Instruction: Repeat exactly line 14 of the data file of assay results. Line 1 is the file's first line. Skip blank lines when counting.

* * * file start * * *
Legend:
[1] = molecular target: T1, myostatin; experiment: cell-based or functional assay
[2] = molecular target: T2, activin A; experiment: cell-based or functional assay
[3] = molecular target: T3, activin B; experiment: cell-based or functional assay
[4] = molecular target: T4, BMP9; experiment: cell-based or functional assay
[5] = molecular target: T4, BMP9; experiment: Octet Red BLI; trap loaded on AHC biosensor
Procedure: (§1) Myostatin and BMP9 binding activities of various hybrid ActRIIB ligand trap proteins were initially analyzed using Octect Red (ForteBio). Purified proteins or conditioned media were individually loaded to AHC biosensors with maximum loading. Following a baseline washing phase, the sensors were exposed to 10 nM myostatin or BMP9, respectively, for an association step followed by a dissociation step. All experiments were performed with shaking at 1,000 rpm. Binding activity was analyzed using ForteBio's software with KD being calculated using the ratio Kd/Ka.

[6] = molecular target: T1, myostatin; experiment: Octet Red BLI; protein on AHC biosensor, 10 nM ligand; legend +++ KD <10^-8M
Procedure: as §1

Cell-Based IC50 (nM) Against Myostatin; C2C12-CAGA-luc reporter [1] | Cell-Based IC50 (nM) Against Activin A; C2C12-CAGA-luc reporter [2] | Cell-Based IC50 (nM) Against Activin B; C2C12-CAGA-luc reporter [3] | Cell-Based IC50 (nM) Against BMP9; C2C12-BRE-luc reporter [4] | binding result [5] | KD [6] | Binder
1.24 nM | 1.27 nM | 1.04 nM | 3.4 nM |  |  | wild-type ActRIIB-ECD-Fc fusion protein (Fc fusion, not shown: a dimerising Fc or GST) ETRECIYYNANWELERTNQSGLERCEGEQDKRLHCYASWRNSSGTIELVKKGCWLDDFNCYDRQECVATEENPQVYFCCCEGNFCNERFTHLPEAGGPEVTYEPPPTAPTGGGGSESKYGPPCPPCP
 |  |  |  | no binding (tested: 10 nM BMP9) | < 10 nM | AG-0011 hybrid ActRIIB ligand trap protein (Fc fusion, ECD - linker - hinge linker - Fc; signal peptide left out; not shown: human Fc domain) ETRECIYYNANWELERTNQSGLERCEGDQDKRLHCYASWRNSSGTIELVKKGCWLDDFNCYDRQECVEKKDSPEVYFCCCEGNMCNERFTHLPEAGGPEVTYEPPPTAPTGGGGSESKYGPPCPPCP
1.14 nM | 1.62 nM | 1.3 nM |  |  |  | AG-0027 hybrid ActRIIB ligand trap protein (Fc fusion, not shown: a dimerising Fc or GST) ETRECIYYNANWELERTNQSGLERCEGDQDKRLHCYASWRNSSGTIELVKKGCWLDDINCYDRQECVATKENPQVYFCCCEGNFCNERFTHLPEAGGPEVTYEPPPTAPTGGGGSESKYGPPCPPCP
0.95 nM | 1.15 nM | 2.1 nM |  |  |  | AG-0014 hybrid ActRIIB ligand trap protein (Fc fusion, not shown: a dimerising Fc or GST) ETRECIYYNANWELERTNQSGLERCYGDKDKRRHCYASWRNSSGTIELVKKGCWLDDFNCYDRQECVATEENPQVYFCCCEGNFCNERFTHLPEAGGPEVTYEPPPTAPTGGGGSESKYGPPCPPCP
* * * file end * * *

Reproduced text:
0.95 nM | 1.15 nM | 2.1 nM |  |  |  | AG-0014 hybrid ActRIIB ligand trap protein (Fc fusion, not shown: a dimerising Fc or GST) ETRECIYYNANWELERTNQSGLERCYGDKDKRRHCYASWRNSSGTIELVKKGCWLDDFNCYDRQECVATEENPQVYFCCCEGNFCNERFTHLPEAGGPEVTYEPPPTAPTGGGGSESKYGPPCPPCP